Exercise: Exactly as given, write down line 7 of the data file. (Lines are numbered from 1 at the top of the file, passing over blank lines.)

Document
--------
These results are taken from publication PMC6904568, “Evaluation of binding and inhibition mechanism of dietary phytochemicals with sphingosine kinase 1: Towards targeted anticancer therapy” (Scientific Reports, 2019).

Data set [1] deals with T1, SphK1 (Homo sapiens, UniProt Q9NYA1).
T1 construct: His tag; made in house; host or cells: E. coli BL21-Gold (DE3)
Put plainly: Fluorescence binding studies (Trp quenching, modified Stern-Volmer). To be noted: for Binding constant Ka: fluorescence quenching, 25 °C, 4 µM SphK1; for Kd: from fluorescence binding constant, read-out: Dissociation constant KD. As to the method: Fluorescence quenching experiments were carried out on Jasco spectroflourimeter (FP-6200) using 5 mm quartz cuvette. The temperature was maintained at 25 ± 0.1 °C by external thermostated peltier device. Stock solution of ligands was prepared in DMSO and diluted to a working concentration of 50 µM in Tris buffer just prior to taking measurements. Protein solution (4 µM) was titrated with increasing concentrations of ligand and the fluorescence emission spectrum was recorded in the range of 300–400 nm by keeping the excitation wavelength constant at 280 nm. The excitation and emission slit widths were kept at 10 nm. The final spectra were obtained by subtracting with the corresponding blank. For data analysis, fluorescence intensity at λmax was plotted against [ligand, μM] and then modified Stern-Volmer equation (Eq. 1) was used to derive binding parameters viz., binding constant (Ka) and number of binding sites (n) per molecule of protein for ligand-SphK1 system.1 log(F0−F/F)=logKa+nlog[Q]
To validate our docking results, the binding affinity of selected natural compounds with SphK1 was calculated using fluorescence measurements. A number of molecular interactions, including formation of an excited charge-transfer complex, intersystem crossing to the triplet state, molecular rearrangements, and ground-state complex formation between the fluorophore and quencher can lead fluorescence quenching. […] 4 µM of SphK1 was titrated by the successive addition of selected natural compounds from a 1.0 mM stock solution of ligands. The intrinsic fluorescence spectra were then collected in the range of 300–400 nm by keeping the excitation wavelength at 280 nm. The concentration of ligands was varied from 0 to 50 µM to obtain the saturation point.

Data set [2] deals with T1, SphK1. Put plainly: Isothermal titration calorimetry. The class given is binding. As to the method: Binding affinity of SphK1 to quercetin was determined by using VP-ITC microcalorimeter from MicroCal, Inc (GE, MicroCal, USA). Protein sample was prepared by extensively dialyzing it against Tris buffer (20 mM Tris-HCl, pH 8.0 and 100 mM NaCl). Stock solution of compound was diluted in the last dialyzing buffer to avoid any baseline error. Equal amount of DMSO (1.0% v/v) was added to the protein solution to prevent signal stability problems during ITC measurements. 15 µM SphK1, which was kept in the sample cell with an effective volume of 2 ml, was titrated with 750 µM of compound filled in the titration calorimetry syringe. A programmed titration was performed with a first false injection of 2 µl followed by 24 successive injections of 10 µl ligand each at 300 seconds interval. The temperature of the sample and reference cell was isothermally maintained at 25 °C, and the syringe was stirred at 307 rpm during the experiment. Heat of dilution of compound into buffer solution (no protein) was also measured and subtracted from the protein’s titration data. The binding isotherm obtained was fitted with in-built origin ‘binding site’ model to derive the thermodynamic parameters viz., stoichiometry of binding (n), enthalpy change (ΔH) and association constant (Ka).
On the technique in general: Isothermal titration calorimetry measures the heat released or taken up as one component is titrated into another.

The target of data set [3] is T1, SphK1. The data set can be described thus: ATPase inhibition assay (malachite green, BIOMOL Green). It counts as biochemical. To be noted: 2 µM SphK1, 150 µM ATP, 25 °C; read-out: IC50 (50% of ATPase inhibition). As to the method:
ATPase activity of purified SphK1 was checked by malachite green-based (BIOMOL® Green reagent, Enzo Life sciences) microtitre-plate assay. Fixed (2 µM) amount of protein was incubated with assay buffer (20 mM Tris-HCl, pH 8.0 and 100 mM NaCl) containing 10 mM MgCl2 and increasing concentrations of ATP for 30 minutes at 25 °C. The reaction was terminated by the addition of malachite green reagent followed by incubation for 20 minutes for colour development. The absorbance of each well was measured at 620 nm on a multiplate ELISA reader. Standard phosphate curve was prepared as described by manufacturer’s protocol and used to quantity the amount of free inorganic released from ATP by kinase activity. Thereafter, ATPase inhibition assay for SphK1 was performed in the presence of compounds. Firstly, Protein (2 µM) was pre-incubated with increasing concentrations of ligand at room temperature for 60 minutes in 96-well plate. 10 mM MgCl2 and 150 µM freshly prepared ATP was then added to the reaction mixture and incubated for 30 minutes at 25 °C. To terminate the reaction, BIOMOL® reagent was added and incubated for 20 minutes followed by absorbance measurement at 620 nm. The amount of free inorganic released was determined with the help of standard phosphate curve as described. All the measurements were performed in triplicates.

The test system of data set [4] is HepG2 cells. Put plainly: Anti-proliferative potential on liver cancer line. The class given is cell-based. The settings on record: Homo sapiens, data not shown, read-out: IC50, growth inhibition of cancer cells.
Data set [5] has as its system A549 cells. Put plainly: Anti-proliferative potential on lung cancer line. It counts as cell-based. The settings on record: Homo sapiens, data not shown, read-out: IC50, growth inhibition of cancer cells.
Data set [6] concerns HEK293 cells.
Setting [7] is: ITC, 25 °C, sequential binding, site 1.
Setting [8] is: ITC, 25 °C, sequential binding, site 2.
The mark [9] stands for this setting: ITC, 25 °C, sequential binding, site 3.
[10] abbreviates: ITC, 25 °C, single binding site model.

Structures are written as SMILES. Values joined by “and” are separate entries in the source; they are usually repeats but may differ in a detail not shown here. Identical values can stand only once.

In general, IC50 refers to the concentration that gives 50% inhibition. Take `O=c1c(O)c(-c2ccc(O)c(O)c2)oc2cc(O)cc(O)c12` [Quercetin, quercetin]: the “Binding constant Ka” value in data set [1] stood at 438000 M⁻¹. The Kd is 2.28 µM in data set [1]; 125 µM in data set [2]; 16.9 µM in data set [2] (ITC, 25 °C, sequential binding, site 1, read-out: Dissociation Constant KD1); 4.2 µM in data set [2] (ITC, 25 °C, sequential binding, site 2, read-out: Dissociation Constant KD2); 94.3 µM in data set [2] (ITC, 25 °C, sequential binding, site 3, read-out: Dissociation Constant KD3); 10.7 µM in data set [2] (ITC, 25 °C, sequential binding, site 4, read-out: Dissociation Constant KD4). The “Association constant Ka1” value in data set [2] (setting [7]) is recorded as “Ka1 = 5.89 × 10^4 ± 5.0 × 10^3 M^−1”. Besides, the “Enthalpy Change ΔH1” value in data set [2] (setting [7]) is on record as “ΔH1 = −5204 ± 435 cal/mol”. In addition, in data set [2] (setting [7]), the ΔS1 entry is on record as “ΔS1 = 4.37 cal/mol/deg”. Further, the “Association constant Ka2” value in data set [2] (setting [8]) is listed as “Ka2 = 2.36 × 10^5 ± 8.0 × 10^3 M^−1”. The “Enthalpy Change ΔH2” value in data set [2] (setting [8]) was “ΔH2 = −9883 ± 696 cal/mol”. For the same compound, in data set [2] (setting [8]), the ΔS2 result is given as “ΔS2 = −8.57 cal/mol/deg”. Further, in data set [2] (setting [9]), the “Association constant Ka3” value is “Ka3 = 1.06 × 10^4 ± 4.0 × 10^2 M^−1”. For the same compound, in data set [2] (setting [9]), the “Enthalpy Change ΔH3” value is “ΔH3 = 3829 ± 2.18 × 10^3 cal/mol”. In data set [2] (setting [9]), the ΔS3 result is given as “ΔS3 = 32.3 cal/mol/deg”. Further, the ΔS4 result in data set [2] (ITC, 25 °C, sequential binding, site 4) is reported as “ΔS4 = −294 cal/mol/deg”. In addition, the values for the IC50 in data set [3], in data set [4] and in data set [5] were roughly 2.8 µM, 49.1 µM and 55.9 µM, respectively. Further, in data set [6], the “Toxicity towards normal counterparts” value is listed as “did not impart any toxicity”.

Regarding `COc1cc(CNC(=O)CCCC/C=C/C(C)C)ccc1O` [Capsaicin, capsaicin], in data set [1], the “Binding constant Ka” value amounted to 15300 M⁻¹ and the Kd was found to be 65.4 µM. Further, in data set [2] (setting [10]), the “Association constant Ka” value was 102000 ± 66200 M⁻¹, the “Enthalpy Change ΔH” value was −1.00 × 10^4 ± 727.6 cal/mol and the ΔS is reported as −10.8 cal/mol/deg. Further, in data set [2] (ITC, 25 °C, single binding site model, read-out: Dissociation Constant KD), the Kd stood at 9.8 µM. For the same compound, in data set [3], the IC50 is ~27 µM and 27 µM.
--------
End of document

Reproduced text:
On the technique in general: Isothermal titration calorimetry measures the heat released or taken up as one component is titrated into another.